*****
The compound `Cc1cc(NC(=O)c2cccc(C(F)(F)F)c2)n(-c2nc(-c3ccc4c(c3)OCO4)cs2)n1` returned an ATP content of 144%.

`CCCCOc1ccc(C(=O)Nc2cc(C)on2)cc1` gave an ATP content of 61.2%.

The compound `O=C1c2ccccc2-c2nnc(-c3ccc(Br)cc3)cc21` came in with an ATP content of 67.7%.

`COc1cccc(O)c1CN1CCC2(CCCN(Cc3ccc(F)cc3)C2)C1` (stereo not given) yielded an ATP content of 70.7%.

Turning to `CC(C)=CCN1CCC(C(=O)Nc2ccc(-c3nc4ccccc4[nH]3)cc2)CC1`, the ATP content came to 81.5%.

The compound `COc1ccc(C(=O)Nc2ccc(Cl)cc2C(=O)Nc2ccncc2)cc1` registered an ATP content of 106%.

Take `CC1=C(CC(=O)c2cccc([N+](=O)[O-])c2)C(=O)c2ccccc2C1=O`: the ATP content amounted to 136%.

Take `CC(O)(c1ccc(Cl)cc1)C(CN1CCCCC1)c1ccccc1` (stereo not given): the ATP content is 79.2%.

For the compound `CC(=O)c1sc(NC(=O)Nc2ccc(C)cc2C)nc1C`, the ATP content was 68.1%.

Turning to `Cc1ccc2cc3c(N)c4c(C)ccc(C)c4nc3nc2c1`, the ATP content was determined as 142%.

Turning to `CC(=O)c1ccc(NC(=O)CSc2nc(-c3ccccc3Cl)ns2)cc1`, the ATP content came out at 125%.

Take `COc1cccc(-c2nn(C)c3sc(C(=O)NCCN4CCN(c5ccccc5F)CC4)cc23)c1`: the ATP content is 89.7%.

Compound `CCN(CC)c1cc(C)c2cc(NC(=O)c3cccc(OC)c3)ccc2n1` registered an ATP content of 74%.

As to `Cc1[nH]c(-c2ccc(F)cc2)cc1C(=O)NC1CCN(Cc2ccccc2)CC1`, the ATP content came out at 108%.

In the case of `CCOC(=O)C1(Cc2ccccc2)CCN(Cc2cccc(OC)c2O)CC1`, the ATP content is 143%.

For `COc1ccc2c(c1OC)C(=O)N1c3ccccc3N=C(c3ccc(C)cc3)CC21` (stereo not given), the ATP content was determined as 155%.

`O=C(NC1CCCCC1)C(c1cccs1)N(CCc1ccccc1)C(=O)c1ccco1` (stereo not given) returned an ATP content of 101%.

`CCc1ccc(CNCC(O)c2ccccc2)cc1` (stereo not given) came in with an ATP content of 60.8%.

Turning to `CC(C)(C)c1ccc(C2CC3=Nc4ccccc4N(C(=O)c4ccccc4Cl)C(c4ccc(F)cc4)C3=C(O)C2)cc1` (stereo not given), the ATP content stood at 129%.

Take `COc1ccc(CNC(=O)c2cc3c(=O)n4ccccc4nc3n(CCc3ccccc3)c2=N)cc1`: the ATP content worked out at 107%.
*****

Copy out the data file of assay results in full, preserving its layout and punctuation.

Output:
The compound `Cc1cc(NC(=O)c2cccc(C(F)(F)F)c2)n(-c2nc(-c3ccc4c(c3)OCO4)cs2)n1` returned an ATP content of 144%.

`CCCCOc1ccc(C(=O)Nc2cc(C)on2)cc1` gave an ATP content of 61.2%.

The compound `O=C1c2ccccc2-c2nnc(-c3ccc(Br)cc3)cc21` came in with an ATP content of 67.7%.

`COc1cccc(O)c1CN1CCC2(CCCN(Cc3ccc(F)cc3)C2)C1` (stereo not given) yielded an ATP content of 70.7%.

Turning to `CC(C)=CCN1CCC(C(=O)Nc2ccc(-c3nc4ccccc4[nH]3)cc2)CC1`, the ATP content came to 81.5%.

The compound `COc1ccc(C(=O)Nc2ccc(Cl)cc2C(=O)Nc2ccncc2)cc1` registered an ATP content of 106%.

Take `CC1=C(CC(=O)c2cccc([N+](=O)[O-])c2)C(=O)c2ccccc2C1=O`: the ATP content amounted to 136%.

Take `CC(O)(c1ccc(Cl)cc1)C(CN1CCCCC1)c1ccccc1` (stereo not given): the ATP content is 79.2%.

For the compound `CC(=O)c1sc(NC(=O)Nc2ccc(C)cc2C)nc1C`, the ATP content was 68.1%.

Turning to `Cc1ccc2cc3c(N)c4c(C)ccc(C)c4nc3nc2c1`, the ATP content was determined as 142%.

Turning to `CC(=O)c1ccc(NC(=O)CSc2nc(-c3ccccc3Cl)ns2)cc1`, the ATP content came out at 125%.

Take `COc1cccc(-c2nn(C)c3sc(C(=O)NCCN4CCN(c5ccccc5F)CC4)cc23)c1`: the ATP content is 89.7%.

Compound `CCN(CC)c1cc(C)c2cc(NC(=O)c3cccc(OC)c3)ccc2n1` registered an ATP content of 74%.

As to `Cc1[nH]c(-c2ccc(F)cc2)cc1C(=O)NC1CCN(Cc2ccccc2)CC1`, the ATP content came out at 108%.

In the case of `CCOC(=O)C1(Cc2ccccc2)CCN(Cc2cccc(OC)c2O)CC1`, the ATP content is 143%.

For `COc1ccc2c(c1OC)C(=O)N1c3ccccc3N=C(c3ccc(C)cc3)CC21` (stereo not given), the ATP content was determined as 155%.

`O=C(NC1CCCCC1)C(c1cccs1)N(CCc1ccccc1)C(=O)c1ccco1` (stereo not given) returned an ATP content of 101%.

`CCc1ccc(CNCC(O)c2ccccc2)cc1` (stereo not given) came in with an ATP content of 60.8%.

Turning to `CC(C)(C)c1ccc(C2CC3=Nc4ccccc4N(C(=O)c4ccccc4Cl)C(c4ccc(F)cc4)C3=C(O)C2)cc1` (stereo not given), the ATP content stood at 129%.

Take `COc1ccc(CNC(=O)c2cc3c(=O)n4ccccc4nc3n(CCc3ccccc3)c2=N)cc1`: the ATP content worked out at 107%.